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Save the school nurse: Making schools a part of your healthcare network

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Dr. Alan Pitt, Chief Medical Officer, Avizia and attending physician and Professor of Neuroradiology at the Barrow Neurological Institute

Most healthcare services are now delivered beyond the walls of a hospital or clinic.

As a result, many involved in the delivery of care are thinking ‘outside of the box.’ Whether through telehealth virtual visits or retail drug store clinics, we are beginning to reimagine how and where healthcare is delivered.

School-based health clinics are well positioned to deliver high quality care and address the gaps that exist nationwide in pediatric care. The Brookings Institute reported that school-based health centers currently serve more than two million children in the U.S. each year. But while a school nurse can provide for basic medical needs, they are typically understaffed and unable to meet the needs of every student.

Today, more than 6 million kids in the U.S.  miss 15 or more days of school in one year for health related issues.  These absences have a significant impact on a child’s ability to learn and retain knowledge.  And with many school systems adopting attendance-based funding mechanisms, there are financial incentives to keep kids healthy and in school. 

By using telehealth to connect school nurses with more advanced providers, many additional healthcare and education needs could be met without disrupting the day for students, parents and educators.

Benefits of school-based health centers

Research shows that communities who have school-based telehealth centers are better able to address student health needs. In fact, when the Global Partnership for Telehealth (GPT) extended its telemedicine services to schools they saw student emergency room visits decrease by 27 percent, and school health centers provide more than 40 virtual visits each month. By incorporating telehealth into their school-based programs these health centers were also able to offer a wider range of specialty care and address a variety of unmet health needs.

Telehealth also holds a great deal of promise for many students who are in need of behavioral health services. According to the Brookings Institute, one in five children exhibit signs of emotional or behavioral problems, but 80 percent do not receive proper evaluation and treatment. To address this, schools can implement telepsychiatry, which provides early detection and treatment and positions them as a safe place to receive mental health services. This anytime, anywhere access to care can help students get the treatment they need before a mental health issue escalates.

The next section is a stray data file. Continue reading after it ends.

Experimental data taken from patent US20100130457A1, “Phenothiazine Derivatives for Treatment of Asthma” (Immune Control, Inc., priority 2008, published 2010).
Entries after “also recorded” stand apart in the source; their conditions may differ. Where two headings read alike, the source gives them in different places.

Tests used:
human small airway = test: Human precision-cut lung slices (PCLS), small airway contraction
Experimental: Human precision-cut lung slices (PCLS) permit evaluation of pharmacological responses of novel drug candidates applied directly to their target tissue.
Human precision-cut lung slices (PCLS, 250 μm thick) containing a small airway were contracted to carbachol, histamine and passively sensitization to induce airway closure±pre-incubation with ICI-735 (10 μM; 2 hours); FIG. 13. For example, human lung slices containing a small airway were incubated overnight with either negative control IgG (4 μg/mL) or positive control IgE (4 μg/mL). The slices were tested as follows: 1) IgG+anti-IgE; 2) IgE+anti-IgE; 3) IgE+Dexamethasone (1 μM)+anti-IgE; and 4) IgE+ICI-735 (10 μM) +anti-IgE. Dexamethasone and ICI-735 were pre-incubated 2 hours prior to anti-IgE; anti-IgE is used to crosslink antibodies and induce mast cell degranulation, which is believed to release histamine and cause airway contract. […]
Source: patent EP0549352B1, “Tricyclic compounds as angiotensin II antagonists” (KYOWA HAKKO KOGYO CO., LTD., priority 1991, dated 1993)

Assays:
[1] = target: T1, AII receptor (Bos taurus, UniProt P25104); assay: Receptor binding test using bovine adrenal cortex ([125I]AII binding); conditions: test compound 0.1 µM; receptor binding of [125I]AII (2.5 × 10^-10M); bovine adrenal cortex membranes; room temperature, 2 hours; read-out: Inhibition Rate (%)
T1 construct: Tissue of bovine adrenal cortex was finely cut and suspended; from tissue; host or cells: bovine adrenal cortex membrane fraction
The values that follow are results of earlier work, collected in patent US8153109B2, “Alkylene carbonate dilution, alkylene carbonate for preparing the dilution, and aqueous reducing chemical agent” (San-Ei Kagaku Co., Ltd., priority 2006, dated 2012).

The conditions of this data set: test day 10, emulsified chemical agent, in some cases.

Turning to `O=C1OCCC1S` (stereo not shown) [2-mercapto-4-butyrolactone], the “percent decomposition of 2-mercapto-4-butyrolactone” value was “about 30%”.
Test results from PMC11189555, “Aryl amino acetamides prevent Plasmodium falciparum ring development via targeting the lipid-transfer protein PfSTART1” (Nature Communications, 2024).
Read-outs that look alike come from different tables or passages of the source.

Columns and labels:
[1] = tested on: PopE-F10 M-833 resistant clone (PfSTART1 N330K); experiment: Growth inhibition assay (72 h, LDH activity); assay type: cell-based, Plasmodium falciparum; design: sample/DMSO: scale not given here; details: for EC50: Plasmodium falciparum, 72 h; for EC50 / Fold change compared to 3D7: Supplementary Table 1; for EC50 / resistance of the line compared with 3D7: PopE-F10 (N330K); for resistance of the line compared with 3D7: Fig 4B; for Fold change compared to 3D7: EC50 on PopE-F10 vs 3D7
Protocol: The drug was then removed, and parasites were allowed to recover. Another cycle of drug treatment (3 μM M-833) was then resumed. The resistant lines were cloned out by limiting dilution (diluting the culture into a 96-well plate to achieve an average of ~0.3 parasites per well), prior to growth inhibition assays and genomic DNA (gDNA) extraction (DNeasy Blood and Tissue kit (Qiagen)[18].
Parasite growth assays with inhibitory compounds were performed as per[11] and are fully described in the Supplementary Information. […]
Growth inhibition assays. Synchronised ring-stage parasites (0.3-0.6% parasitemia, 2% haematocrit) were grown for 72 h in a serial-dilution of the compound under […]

Outside of numerous student benefits, access to telehealth services through school-based health centers can greatly benefit school staff and local residents. These centers give staff convenient access to a doctor when they’re feeling ill, which saves them from having to leave the school or take a sick day. And in rural areas where many community members find it difficult to get to a doctor or specialist, access to telehealth services at school-based clinics has been shown to reduce ER visits and improve overall community health.

Opportunities for growth in school-based health centers

Although most would agree that school-based telehealth centers are a valuable tool for delivering care in rural or low income areas, implementation is often slowed by funding challenges.  Education budgets continue to shrink and many school districts don’t have the resources to support these centers.

Historically, a state’s department of education and department of health have been two separate agencies. To combat this, states need to begin thinking outside of traditional siloes and focus on cross agency collaboration. The return on investment for school-based telehealth centers will benefit both departments.

Districts who are interested in exploring the potential benefits of telehealth should consider pilot programs like the one GPT implemented in 2009. This program and approach gave GPT and participating schools the opportunity to study the impact of telemedicine in schools before committing a larger budget to the initiative – something many districts may find appealing.

 As we begin the new school year is time to get serious about our children’s health needs and look for innovative ways to address them. School-based telehealth centers can help set students, teachers and local communities up for a successful and healthy year.

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